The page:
But potentially the biggest reason why professors are able to actually get away with shirking their undergraduate teaching responsibilities is their importance to China’s university ranking system. Schools do not want to dismiss tenured or well-known professors for not teaching, because these individuals make up a major part of their “brand”: The MoE’s university ranking system, for example, includes factors such as professor quality, publication records, and national grant awards in its criteria.
In other words, universities need these professors — and need them researching — if they wish to win a spot on the government’s prestigious list of so-called double first-class universities. It should therefore come as no surprise that colleges and universities are unwilling to give the boot to those who excuse themselves from the classroom, or that they rarely carry out dictated disciplinary measures.
Between 2013 and 2018, my research team and I surveyed nine of China’s top universities. We found that fewer than 70% of professors at three of China’s best schools — Tsinghua University, Peking University, and the University of Science and Technology of China — taught classes during the 2017-18 academic year, even after accounting for approved leave and sabbaticals.
The proportion of undergraduate courses taught by professors is even more telling. At Shanghai Jiao Tong University, less than 1 in 5 undergrad classes were taught by a professor; at several other universities the number barely topped 30%. And despite the MoE’s best efforts, during those five years, the number of professors who taught undergrad classes and the number of undergrad classes taught by professors stayed relatively steady, and in some cases even dropped.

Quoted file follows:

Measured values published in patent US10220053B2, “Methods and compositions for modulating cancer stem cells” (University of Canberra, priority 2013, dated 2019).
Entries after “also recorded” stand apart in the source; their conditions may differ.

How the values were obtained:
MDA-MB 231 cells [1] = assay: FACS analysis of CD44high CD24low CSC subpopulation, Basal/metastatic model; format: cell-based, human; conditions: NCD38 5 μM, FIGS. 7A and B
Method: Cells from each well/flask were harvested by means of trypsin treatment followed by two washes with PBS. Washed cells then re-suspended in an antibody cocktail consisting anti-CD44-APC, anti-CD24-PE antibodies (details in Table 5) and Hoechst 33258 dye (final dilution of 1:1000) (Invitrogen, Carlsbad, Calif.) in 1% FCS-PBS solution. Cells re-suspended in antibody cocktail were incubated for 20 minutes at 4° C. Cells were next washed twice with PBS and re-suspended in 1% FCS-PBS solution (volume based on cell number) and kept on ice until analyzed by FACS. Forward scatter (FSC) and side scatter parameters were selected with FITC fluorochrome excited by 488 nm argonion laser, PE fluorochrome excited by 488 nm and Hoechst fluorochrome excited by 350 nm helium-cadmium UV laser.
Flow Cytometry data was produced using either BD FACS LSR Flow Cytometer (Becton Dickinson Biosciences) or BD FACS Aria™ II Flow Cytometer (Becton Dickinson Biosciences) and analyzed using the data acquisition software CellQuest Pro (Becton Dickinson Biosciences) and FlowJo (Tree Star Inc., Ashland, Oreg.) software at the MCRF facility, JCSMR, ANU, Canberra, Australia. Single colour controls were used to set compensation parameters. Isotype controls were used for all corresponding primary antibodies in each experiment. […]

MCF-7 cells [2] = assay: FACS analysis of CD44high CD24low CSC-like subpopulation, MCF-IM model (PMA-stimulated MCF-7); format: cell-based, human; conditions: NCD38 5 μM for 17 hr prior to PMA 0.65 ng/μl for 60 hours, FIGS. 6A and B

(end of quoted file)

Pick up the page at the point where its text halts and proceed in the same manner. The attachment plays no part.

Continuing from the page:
Such is the context of the ministry’s latest crackdown on professors’ indifferent attitudes toward teaching. But past experience tells us that, even if more professors are physically present in the classroom, that won’t necessarily improve educational quality.
Instead, if universities want professors to take teaching seriously, they’ll need to launch their own cleanup campaigns. Schools should start by setting limits on professors’ part-time duties and blocking them from using class time to earn money off-campus. At the same time, they ought to address the underlying issue of low professorial salaries and give appropriate raises when necessary.
Teaching should also be made an integral part of professors’ job evaluations. While difficult to quantify, teaching performance can be assessed by a combination of peer review, student evaluations, and student outcomes. And schools can consider financially awarding professors for exceptional teaching performances, just as they would for notable research breakthroughs. Some universities have already started: Zhejiang University’s “Xinping Award Teaching Fund” offers grants of up to 1 million yuan ($142,000) to outstanding teachers.
If they really want to lure professors back to the lectern, however, the authorities must realize that research should not be the sole benchmark for measuring the worth of universities and professors, or for promotions and rankings. There are signs that officials are at least aware of the problem posed by the current incentive structure: The MoE, for example, has taken steps to reduce the importance of publications and honorary academic titles in its rankings.
In short, we must recognize that the most important role of tertiary education is to instruct and educate the people — and that the true mark of a first-rate university is superior undergraduate education.
Translator: Lewis Wright; editors: Cai Yiwen and Kilian O’Donnell.
(Header image: Sixth Tone)